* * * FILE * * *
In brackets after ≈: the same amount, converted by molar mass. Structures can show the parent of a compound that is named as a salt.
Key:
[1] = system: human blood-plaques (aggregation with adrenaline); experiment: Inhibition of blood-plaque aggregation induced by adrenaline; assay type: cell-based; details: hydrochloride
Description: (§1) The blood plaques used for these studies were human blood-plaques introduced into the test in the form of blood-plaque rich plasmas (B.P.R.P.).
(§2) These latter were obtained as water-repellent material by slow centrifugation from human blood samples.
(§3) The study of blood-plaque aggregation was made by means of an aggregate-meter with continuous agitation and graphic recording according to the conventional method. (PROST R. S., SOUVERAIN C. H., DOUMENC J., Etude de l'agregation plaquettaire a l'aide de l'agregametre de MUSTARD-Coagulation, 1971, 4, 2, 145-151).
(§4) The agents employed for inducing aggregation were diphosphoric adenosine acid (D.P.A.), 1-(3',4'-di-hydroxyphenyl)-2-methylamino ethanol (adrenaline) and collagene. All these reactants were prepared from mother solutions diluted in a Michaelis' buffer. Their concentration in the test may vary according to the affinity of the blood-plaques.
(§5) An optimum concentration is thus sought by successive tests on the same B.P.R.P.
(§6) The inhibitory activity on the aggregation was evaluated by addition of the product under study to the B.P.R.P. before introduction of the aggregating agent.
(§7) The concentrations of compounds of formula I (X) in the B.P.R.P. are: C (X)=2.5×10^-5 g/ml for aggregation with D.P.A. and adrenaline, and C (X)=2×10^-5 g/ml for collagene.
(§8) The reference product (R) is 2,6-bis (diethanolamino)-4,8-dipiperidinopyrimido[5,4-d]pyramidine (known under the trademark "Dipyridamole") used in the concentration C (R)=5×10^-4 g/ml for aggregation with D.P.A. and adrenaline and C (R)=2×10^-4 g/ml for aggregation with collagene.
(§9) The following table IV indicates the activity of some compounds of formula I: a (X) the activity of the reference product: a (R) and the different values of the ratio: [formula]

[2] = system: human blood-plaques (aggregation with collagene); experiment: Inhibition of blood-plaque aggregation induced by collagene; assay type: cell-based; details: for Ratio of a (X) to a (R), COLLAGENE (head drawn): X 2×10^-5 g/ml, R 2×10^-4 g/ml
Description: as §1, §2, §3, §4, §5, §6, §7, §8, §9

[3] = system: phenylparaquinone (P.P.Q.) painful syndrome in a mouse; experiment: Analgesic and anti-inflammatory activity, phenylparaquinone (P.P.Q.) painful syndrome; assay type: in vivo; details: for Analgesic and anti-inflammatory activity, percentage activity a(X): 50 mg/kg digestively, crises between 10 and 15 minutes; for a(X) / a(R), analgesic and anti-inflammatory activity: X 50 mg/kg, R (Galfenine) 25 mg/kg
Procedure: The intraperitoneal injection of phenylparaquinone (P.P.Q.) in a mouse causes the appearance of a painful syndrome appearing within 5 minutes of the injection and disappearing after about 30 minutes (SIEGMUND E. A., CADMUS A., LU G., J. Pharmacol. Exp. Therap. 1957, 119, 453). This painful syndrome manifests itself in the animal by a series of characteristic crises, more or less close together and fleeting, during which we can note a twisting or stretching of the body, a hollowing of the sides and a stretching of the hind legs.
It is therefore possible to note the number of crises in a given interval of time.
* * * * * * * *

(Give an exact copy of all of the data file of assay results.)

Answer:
In brackets after ≈: the same amount, converted by molar mass. Structures can show the parent of a compound that is named as a salt.
Key:
[1] = system: human blood-plaques (aggregation with adrenaline); experiment: Inhibition of blood-plaque aggregation induced by adrenaline; assay type: cell-based; details: hydrochloride
Description: (§1) The blood plaques used for these studies were human blood-plaques introduced into the test in the form of blood-plaque rich plasmas (B.P.R.P.).
(§2) These latter were obtained as water-repellent material by slow centrifugation from human blood samples.
(§3) The study of blood-plaque aggregation was made by means of an aggregate-meter with continuous agitation and graphic recording according to the conventional method. (PROST R. S., SOUVERAIN C. H., DOUMENC J., Etude de l'agregation plaquettaire a l'aide de l'agregametre de MUSTARD-Coagulation, 1971, 4, 2, 145-151).
(§4) The agents employed for inducing aggregation were diphosphoric adenosine acid (D.P.A.), 1-(3',4'-di-hydroxyphenyl)-2-methylamino ethanol (adrenaline) and collagene. All these reactants were prepared from mother solutions diluted in a Michaelis' buffer. Their concentration in the test may vary according to the affinity of the blood-plaques.
(§5) An optimum concentration is thus sought by successive tests on the same B.P.R.P.
(§6) The inhibitory activity on the aggregation was evaluated by addition of the product under study to the B.P.R.P. before introduction of the aggregating agent.
(§7) The concentrations of compounds of formula I (X) in the B.P.R.P. are: C (X)=2.5×10^-5 g/ml for aggregation with D.P.A. and adrenaline, and C (X)=2×10^-5 g/ml for collagene.
(§8) The reference product (R) is 2,6-bis (diethanolamino)-4,8-dipiperidinopyrimido[5,4-d]pyramidine (known under the trademark "Dipyridamole") used in the concentration C (R)=5×10^-4 g/ml for aggregation with D.P.A. and adrenaline and C (R)=2×10^-4 g/ml for aggregation with collagene.
(§9) The following table IV indicates the activity of some compounds of formula I: a (X) the activity of the reference product: a (R) and the different values of the ratio: [formula]

[2] = system: human blood-plaques (aggregation with collagene); experiment: Inhibition of blood-plaque aggregation induced by collagene; assay type: cell-based; details: for Ratio of a (X) to a (R), COLLAGENE (head drawn): X 2×10^-5 g/ml, R 2×10^-4 g/ml
Description: as §1, §2, §3, §4, §5, §6, §7, §8, §9

[3] = system: phenylparaquinone (P.P.Q.) painful syndrome in a mouse; experiment: Analgesic and anti-inflammatory activity, phenylparaquinone (P.P.Q.) painful syndrome; assay type: in vivo; details: for Analgesic and anti-inflammatory activity, percentage activity a(X): 50 mg/kg digestively, crises between 10 and 15 minutes; for a(X) / a(R), analgesic and anti-inflammatory activity: X 50 mg/kg, R (Galfenine) 25 mg/kg
Procedure: The intraperitoneal injection of phenylparaquinone (P.P.Q.) in a mouse causes the appearance of a painful syndrome appearing within 5 minutes of the injection and disappearing after about 30 minutes (SIEGMUND E. A., CADMUS A., LU G., J. Pharmacol. Exp. Therap. 1957, 119, 453). This painful syndrome manifests itself in the animal by a series of characteristic crises, more or less close together and fleeting, during which we can note a twisting or stretching of the body, a hollowing of the sides and a stretching of the hind legs.
It is therefore possible to note the number of crises in a given interval of time.